Besides boosting engagement, working from home can also lift productivity. Much of the research shows that remote workers are more productive than on-site workers. Many professionals, if given the choice, prefer to work on what is called the maker’s schedule – that is, they prefer having longer time spells to work on one specific task rather than days fragmented by calls and ad hoc gatherings. This is much easier to handle remotely. However, getting work done effectively in a remote team also requires more deliberate planning and communication. When colleagues do not see each other in the office, they are typically less aware of what everyone else is doing, less clear on what is expected of them, and less alert to duplicate work or things going in the wrong direction. Task processes need to be communicated more consciously and explained in greater detail. Digital communication and project management tools only partly address this.
Leaders need to invest extra energy in being exceptionally clear on expectations, roles, responsibilities, and process steps. Leadership trainings entailing supervised project work in small groups can be very effective in this context because they provide a safe space for experimentation and feedback. Peer-to-peer coaching is another relevant learning format, because peers from the same company are familiar with the organizational context and can provide their perspective on what works well (or not) in order to get things done.
Talent pool and diversity
Offering the opportunity to work from home is also a powerful lever for recruiting and retaining talent. According to a 2020 Gallup survey, 54 percent of workers say they would change jobs for the choice to work remotely or not. Companies that give them that possibility are more likely to become their employers of choice. A remote team setup can also help leaders gain access to otherwise unreachable talent, for example, experts who are based in other countries but not interested in relocation. It can also increase diversity. For example, getting more control over their own schedule is an attractive value proposition for working parents. Not being “the odd one out” among a young crowd helps attract more senior talents.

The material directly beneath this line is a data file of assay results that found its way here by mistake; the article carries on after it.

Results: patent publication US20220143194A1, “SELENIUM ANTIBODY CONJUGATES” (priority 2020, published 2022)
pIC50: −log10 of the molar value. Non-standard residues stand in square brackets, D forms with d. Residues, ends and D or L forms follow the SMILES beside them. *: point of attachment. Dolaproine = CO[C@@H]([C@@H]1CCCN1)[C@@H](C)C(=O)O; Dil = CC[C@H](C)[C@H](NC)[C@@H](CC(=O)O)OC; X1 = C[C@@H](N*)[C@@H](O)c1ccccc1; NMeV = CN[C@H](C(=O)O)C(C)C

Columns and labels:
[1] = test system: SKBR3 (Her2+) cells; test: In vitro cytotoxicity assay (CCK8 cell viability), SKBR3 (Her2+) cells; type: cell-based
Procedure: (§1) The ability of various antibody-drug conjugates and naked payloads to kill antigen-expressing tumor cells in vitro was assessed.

In this context, reverse mentoring – interpreted very broadly – can help leaders broaden their view of the talent pool they could tap into. Recruiting and talent management professionals and well-connected internal talents may act as door openers. At the same time, they can often offer advice on the preferences of the “new” target groups in terms of leadership style, ways of working, and communicating.
Time to raise the bar for remote leadership
More and more workers want to work remotely, and more and more leaders are letting them. Those who don’t – for whatever reason – will soon be forced to compete harder for top talent. It is without a doubt more demanding to lead a virtual team. However, what leaders learn now about managing a remote workforce will set them up for success for years to come. The time, money, and energy they are putting into their personal development are well worth the investment.